Social Connectedness as a Predictor of Sexual Behaviour
Info: 7991 words (32 pages) Example Literature Review
Published: 25th Feb 2022
Tagged: PsychologySocial Studies
This chapter describes the systematic literature review that was conducted to examine the existing quantitative evidence of social connectedness as a predictor of sexual behaviour among Asian adolescents globally. The results and conclusions from this review informed the data analysis.
Adolescence is a pivotal period that can impact on future health and wellbeing of individuals, including sexual and reproductive health (1). During this period, there are many factors that influence behaviour which can eventually contribute to negative or positive health outcomes (2). The quality of an adolescent’s social relationships and emotional attachment with family, peer group, school, community and culture is important for their positive development which can help them to become a healthy adult (3). As detailed in the previous chapter, the influence of social connectedness, including parenting in adolescents (4), neighbourhood and school environments and, family and peer norms, on adolescent sexual behaviour is known (5). However, whether these influences impact on sexual behaviour of Asian adolescents is unclear.
In many Asian cultures sexuality and sexual behaviour is viewed as taboo topics with strict restrictions placed on young Asians (6) with likely influences on their sexual behaviours. The aim of this systematic review is to identify the influence of social connectedness on sexual behaviour outcomes among Asian adolescents. This systematic review is a narrative summary of the quantitative findings rather than a meta-analysis.
A systematic review was conducted on studies reporting social connectedness as predictors of sexual behaviour among Asian adolescents. Articles were searched in the following databases: Scopus, PsychInfo and Medline (Ovid) using the search terms including variations of the Boolean terms for sexual behaviour (e.g. sexual health OR reproductive health OR sexual activity OR sexuality OR intercourse), connection (e.g. social environment OR social network OR kinship OR attachment OR bonding OR connectedness OR connectivity OR parenting OR family OR peer relationship), students (e.g. adolescents OR teens OR youth OR young people) and Asia (e.g. Indian OR Chinese OR Southeast Asian). We also included specific ethnic groups according to Stats NZ, for expanding the results for all of the Asian groups (e.g. Bangladeshi, Japanese, Korean OR Nepalese OR Pakistani OR Afghani OR Sri Lankan OR Filipino OR Taiwanese OR Cambodian OR Vietnamese OR Burmese OR Indonesian OR Laotian OR Malay OR Thai OR Eurasian) (7). Furthermore, we searched for relevant articles manually by reviewing the reference lists of the recent review articles and through Google Scholar.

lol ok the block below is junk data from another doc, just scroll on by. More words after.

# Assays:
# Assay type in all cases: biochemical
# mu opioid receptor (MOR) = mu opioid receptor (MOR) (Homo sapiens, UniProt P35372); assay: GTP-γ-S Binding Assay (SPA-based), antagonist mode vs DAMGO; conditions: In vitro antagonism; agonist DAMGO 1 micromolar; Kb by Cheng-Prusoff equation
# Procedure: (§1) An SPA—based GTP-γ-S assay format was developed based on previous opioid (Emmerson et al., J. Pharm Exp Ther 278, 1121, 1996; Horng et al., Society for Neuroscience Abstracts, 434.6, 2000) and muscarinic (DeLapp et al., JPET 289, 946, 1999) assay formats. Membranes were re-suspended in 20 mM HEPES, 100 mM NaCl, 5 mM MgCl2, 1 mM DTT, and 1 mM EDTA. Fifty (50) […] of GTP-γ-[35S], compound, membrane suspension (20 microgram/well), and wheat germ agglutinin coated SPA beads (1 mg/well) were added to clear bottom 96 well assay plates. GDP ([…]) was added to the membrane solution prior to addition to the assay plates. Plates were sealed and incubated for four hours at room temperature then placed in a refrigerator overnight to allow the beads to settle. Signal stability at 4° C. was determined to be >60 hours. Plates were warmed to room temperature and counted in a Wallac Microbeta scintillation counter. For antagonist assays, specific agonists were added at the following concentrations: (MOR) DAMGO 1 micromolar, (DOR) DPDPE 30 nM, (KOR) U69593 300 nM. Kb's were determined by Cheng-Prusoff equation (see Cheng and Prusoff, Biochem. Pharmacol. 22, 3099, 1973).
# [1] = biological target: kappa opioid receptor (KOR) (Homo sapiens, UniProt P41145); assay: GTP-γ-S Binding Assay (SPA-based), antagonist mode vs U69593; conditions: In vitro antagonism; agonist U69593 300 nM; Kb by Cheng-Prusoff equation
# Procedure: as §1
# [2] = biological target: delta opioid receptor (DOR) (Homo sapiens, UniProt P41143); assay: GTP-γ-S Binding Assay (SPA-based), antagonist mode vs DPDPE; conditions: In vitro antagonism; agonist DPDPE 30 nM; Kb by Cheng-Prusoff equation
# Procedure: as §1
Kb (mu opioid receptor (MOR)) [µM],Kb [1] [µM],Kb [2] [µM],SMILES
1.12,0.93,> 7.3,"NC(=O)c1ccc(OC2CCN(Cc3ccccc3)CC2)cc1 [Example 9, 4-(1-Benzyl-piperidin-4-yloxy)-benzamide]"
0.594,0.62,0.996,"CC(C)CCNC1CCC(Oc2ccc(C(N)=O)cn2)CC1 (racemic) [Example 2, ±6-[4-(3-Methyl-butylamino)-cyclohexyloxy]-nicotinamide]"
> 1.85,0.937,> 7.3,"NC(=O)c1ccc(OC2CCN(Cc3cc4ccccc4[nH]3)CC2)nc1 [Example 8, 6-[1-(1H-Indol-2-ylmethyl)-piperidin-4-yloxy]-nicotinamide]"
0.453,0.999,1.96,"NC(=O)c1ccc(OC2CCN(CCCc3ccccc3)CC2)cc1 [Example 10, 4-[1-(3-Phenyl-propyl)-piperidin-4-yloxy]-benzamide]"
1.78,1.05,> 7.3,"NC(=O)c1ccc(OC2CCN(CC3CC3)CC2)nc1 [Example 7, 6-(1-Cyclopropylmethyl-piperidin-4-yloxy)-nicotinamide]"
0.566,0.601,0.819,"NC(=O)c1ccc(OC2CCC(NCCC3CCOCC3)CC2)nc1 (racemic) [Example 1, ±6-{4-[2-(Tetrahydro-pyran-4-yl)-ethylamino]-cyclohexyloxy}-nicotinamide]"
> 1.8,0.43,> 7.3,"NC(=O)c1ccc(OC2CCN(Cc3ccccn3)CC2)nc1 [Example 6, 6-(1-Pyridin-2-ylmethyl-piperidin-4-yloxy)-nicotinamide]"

The papers from the search were retrieved and read to ascertain if the eligibility criteria for the systematic review were met.
Inclusion criteria were:
- All quantitative studies measuring association between social connectedness and sexual behaviour, even if it was not the main domain.
- All studies published in peer-reviewed journals between the year 2008 and 2016.
- The studies published in English language.
- All studies comprising of adolescents (10 to 19 years of age) as their study population.
- All studies conducted in an Asian country or with the Asian population.
Exclusion criteria were:
- Qualitative studies.
- Mixed method studies that did not report or include quantitative findings relevant to the review question.
- Interventional studies.
- The studies comprising of only non-Asian groups or with no ethnicity provided.
The initial search identified 531 articles (292 in Scopus, 167 in PsychInfo and 72 in Medline (Ovid)), of which 193 remained after exclusion of irrelevant titles and duplicates (Figure 1). Furthermore, the abstracts were thoroughly screened using eligibility criteria. After excluding nine reviews, 79 articles were selected from abstract screening. Among the 79 selected articles, four were made available via interlibrary loan whereas full text was not available for another four articles. Subsequently, 39 articles were excluded as they did not meet the age criteria i.e. 10 to 19 years from the remaining 75 articles.